In a study on CBLT teachers, Cammarata (2010) commented, “The difficulty for the teachers was to find the right equilibrium between authenticity and complexity as they struggled to find a way to simplify the content in order to make it comprehensible for the students while keeping it interesting, cognitively engaging, and within the realm of the proficiency level of the learners (Cammarata, 2010, pp. 102-103).

But how do we know if the text we have chosen will be appropriate? That’s where the vocabulary profiler on VocabKitchen.com can help.

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Encouraging Students to Read

How does a student get better at reading?

Simply put…by reading.

Plenty of research supports the idea that extensive reading leads to better reading and language growth, but many kids just aren’t doing enough reading.

It’s our jobs as teachers to encourage our students to read. But the big question is how?

In this post, I will offer a few ideas to help create a community of avid readers in your classroom.

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Quick Tips: 4 Free Lesson Plans from TESOL Press (Limited Time)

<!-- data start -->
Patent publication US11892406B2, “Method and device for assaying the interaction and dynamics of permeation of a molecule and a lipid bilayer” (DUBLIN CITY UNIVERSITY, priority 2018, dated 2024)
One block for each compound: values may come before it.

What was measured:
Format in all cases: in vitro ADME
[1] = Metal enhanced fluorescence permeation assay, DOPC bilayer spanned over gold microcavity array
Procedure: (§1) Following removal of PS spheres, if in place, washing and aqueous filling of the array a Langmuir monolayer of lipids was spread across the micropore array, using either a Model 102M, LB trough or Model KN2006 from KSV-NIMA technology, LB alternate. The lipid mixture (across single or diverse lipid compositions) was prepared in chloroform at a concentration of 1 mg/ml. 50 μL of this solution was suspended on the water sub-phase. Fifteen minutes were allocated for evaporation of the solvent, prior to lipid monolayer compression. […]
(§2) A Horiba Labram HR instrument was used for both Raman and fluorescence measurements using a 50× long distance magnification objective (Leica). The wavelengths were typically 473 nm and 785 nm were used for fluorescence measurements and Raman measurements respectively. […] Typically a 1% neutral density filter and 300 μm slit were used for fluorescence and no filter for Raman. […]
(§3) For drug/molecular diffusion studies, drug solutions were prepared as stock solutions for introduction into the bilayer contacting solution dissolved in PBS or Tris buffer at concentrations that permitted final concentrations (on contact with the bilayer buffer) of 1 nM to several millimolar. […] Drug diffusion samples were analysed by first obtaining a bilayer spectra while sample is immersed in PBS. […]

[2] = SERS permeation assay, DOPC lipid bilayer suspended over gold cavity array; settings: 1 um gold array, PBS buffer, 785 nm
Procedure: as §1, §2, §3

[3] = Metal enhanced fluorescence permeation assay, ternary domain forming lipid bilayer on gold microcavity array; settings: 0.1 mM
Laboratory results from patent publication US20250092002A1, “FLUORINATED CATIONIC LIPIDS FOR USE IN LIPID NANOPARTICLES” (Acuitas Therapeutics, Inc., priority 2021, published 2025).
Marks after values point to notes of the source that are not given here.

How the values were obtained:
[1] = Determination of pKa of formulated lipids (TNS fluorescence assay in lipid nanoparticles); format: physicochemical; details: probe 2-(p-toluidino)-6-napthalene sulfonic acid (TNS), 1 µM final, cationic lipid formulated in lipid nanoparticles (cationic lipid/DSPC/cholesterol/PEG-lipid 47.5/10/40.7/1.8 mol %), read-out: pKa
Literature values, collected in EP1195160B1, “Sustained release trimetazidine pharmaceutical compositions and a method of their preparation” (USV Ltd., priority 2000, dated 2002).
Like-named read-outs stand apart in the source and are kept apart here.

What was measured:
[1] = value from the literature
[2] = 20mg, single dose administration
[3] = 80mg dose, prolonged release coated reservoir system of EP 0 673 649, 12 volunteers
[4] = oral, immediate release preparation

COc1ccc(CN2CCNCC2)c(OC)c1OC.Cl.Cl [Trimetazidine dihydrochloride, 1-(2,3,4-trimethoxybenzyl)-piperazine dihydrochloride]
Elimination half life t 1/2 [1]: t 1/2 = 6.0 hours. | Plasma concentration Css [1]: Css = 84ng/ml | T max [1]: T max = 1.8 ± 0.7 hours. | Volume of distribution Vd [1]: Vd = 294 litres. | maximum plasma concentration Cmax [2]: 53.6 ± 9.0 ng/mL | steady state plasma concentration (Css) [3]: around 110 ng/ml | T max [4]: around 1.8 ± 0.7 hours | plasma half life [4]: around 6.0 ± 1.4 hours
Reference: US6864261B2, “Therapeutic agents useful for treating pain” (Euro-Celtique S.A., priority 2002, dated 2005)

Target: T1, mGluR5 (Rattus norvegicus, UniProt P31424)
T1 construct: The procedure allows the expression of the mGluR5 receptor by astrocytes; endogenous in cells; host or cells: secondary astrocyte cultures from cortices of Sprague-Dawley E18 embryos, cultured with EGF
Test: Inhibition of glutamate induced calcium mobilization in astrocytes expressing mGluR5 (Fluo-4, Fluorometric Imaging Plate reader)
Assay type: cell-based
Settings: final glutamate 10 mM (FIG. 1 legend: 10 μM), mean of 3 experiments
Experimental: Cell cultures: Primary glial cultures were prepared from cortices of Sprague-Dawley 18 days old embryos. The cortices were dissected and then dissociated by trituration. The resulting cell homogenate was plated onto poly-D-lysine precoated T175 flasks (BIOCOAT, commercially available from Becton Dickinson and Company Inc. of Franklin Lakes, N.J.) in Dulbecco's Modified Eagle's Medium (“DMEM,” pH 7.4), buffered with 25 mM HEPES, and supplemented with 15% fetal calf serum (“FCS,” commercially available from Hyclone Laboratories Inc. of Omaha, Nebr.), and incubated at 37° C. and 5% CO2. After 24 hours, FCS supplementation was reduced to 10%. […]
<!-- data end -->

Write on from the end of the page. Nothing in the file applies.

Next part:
Need some new ideas for the school year?

Well…TESOL Press has got you covered.

The New Ways Series covers a broad range of practical and contemporary topics relevant to English language teaching, including reading, writing, vocabulary, business English, and connected speech. The books in this series are essential for teachers who need a bit of inspiration or some great Monday morning ideas.

Below are 4 *FREE* lesson plans that you can use today in your classroom.

 
Buy Now Get the Full Lesson
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Interested in more? Get 10% OFF* all New Ways titles with promo code NEWWAYS10.

*Offer valid on print titles only. Offer expires 31 August 2017

After you try one of the lesson plans, let me know how it worded in the comments.

Coaching Language Teacher Development

I was asked recently, “How can I help my teachers get better?”

This is probably one of the most important jobs of a director or program coordinator. The teaching ability of your staff can make or break the quality of your program.

Unfortunately, helping teachers develop can be difficult. The first hurdle is the teacher has to want to get better. As teaching is quite a personal thing, teachers can often become defensive when suggestions of how to improve are offered.